What does email have to do with libraries you might ask? The positives. Email is cheaper to use, uses less resources and in many cases is easier to store and find content when in need. When your at a branch and don't have the cash at the time to print a document out, saving it in an email account is practical storage. Would you rather have a filing cabinet of documents/books taking up space or a thumb drive and a backup hard drive in a single drawer? For me, it is thumb drive/backup hard drive.
When finding content in blogs or resource tools databases, most of the sources have the email friendly format icons or links. However, it is so tempting to email yourself an article for that "I'll read it later" instead of reading it right then. Chances are, If I don't have time for it now, I won't take time to read something later especially when it comes to blog posts or content on the web.
I have to admire two people who have due to necessity gone the opposite direction by abandoning email. Ronald Knuth (computer programming genius) who in 1990 gave up email due to so many messages he was receiving. The second is Luis Suarez (IBM Knowledge Management) a leader who is weaning himself off of frivolous email. Both of these guys seem to be doing well professionally after abandoning or limiting their use of email.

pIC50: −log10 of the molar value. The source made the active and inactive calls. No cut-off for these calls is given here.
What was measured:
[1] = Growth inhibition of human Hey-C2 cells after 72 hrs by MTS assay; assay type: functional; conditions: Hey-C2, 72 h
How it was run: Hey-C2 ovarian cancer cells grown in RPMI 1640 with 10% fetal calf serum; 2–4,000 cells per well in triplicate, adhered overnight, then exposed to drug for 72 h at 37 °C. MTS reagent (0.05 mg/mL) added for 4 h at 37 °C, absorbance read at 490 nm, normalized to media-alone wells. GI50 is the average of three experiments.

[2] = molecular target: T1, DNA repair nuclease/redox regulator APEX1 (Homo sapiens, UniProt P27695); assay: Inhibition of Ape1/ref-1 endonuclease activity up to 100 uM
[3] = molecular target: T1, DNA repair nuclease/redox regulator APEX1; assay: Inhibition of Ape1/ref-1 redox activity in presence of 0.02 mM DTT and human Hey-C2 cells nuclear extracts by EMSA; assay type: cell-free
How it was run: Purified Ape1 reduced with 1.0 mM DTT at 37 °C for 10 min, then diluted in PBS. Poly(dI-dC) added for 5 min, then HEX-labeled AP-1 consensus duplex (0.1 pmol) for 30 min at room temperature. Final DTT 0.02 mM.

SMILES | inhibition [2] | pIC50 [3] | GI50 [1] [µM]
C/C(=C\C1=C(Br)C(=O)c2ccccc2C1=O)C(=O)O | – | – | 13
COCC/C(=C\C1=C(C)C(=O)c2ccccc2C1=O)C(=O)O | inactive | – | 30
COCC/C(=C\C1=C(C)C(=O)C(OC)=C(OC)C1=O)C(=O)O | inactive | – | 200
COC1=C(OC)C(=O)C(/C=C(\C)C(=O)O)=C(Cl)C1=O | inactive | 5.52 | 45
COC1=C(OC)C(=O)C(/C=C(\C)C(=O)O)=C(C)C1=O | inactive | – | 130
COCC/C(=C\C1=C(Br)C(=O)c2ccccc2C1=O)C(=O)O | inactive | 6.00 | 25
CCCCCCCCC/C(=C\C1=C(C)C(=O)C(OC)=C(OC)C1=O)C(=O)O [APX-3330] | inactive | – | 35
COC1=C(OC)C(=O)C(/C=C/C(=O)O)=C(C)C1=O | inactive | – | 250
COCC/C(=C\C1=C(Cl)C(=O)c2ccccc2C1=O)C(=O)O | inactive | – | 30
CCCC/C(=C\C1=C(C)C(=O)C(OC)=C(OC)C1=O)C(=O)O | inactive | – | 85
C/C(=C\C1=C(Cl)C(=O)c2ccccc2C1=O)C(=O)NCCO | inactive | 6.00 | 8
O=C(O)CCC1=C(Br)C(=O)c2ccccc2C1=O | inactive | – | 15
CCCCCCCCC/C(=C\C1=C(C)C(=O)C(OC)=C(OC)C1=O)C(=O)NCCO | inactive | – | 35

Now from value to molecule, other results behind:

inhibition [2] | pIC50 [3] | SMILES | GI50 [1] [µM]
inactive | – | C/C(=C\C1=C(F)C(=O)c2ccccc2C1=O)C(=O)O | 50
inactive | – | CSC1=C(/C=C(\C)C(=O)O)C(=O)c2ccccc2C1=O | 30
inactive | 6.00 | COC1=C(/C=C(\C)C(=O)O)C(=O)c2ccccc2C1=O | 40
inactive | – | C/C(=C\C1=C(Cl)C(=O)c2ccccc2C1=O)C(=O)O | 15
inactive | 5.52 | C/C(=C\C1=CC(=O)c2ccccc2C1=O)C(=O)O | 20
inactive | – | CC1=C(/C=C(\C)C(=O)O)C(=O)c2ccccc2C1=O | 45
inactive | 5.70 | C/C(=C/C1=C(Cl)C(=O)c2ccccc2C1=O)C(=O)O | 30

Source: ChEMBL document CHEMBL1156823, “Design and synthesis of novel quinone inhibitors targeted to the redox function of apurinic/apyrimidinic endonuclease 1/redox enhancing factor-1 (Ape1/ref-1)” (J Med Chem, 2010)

For me, I'm not giving up email anytime soon. Email is to practical to store reminders, documents, create a history of things, communicate with co-workers, friends, learn about milestones in lives of close friends, but I'm also finding sometimes it is just best to pickup the phone. Maybe someday, I'll put me email account on perpetual "out of office" mode, but until then don't look for me to try this anytime soon -- I like email way to much in the proper amount/form.
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